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What is it like to attend this early years setting?
The provision is outstanding
Children actively contribute to their own routine, such as partaking in self-registration.
This means that children of all abilities build tremendous confidence in their learning from the outset of their day. For instance, younger children use a photograph to register their attendance, and older children are encouraged to find their name. Additionally, children strengthen their mark-making skills as they practise writing their name on the daily register.
Children build the essential foundations for future success within a safe environment. They widely benefit from child-initiated play and guided learning. For ex...ample, key people provide children with regular opportunities to access smaller group activities throughout the day.
This supports children to build strong friendships and establish a positive view of culture and diversity, which reflects the experiences of their peers. For example, they learn about the additional languages their peers speak.Positive relationships with staff actively contribute to children's outstanding behaviour.
For example, children share their experiences with extreme delight, including the vibrant activities they partake in at the setting. They say, 'do you remember when "Messy Mik" put mud on the table to make a wormery?' Children enthusiastically recall this experience with great happiness.Children show that they are happy and feel safe at this setting.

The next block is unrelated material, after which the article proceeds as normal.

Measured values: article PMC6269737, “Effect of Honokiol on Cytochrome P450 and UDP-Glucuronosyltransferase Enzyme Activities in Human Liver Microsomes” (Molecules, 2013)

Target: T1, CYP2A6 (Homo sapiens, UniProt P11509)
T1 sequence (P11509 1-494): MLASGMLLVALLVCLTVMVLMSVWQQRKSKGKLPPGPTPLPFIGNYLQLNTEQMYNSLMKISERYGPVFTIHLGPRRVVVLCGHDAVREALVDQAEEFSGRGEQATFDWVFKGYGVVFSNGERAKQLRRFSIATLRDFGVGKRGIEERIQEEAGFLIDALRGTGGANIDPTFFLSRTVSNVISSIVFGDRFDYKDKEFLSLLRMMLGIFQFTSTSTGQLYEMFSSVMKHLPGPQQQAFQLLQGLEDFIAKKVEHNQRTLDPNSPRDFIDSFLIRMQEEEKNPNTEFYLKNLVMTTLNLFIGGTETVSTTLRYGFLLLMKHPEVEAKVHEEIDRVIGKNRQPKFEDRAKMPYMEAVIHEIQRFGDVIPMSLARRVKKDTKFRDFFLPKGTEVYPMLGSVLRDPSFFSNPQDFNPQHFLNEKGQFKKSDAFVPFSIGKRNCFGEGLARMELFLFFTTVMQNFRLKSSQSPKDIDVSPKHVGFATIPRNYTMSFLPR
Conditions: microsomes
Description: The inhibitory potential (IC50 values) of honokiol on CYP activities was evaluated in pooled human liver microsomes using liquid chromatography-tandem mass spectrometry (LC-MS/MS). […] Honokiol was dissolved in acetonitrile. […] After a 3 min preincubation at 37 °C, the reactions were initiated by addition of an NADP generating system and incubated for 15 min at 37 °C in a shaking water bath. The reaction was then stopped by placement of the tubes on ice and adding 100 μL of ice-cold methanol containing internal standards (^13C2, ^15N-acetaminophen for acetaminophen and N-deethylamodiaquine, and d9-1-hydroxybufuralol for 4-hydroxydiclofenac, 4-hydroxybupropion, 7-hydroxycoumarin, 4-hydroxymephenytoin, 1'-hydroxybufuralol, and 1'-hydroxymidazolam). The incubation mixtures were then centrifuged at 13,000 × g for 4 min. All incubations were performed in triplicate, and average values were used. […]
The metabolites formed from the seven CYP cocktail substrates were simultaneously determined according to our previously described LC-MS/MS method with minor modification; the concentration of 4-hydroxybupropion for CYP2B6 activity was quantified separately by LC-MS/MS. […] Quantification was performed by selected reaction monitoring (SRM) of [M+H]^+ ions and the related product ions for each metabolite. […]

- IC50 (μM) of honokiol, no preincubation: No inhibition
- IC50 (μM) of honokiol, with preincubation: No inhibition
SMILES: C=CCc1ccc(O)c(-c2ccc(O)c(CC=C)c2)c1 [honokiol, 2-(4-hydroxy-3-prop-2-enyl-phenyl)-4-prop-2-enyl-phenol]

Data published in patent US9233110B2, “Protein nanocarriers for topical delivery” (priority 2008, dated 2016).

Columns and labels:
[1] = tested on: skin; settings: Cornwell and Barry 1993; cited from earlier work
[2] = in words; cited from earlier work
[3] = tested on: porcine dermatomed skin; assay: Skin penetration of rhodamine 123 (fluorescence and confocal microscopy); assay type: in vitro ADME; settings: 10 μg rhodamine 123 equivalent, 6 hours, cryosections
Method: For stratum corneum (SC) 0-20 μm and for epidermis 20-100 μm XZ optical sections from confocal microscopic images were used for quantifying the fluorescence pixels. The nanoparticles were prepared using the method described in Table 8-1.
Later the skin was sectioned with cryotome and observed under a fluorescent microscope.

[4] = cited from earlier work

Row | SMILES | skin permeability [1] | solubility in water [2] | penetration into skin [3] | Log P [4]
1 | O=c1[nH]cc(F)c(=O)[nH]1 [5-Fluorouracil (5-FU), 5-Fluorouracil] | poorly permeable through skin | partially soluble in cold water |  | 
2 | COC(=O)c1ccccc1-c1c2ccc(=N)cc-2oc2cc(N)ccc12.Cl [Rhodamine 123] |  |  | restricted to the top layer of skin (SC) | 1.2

Their views are constantly accounted for, and they play a vital part in how the routine and curriculum is structured. For example, when babies are engrossed in their play, staff give them time to conclude their learning. This ensures that learning is uninterrupted and that children reach their full potential.
What does the early years setting do well and what does it need to do better?
Ensuring children are ready for the next stage in their learning is of the utmost priority to all staff, including children with special educational needs and/or disabilities. As a result, all children make excellent progress from their starting points. Among the team of highly experienced staff is a qualified teacher who further supports leaders to close gaps in children's learning.
Her role at the local school proficiently enhances the curriculum delivery at the setting and ensures children are 'school ready.' Routine activities are constantly replicated throughout the setting to build on what children know and can do. This offers children a sense of stability and security, especially when children transition into a new room.
For example, children in all rooms develop strong self-help skills as they routinely clean the table ready for lunchtime. They move their whole body in a variety of ways in response to the 'cleaning song', which all children learn from an early age.Leaders and staff heavily focus on promoting children's positive behaviours.